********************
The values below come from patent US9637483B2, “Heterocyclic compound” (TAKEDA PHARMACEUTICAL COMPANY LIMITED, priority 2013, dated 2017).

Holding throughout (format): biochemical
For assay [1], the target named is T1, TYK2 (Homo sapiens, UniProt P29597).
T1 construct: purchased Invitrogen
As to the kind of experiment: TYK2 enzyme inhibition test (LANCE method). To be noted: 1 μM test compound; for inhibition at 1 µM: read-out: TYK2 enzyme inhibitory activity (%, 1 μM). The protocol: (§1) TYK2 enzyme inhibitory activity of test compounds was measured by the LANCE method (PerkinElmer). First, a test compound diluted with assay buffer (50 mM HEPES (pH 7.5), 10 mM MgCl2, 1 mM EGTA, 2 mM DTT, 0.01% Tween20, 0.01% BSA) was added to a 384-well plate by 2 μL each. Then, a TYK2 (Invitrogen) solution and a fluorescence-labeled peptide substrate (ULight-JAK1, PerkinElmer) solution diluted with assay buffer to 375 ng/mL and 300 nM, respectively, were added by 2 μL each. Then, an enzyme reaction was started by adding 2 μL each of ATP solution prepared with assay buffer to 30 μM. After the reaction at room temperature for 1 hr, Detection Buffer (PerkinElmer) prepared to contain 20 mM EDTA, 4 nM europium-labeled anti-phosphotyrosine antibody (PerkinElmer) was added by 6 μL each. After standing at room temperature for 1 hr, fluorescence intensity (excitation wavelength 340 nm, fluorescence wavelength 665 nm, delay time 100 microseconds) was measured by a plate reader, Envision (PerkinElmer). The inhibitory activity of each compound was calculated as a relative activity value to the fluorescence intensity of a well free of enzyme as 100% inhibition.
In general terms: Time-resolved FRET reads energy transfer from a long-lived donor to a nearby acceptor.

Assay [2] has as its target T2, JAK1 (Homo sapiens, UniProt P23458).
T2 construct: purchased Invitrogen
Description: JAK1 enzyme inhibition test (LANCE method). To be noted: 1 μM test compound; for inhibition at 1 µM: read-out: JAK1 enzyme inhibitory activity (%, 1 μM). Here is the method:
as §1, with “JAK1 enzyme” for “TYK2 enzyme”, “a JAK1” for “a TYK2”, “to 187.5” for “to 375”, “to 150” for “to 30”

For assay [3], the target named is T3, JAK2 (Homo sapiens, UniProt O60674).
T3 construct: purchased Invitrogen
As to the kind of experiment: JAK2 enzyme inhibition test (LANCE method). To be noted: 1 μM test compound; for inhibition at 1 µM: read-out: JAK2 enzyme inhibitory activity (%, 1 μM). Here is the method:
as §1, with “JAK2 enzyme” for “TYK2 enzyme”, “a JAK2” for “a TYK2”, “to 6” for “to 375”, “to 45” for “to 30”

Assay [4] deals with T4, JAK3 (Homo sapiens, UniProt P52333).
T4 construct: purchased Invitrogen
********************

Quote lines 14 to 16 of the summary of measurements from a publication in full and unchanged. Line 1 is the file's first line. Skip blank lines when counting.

as §1, with “JAK2 enzyme” for “TYK2 enzyme”, “a JAK2” for “a TYK2”, “to 6” for “to 375”, “to 45” for “to 30”

Assay [4] deals with T4, JAK3 (Homo sapiens, UniProt P52333).
T4 construct: purchased Invitrogen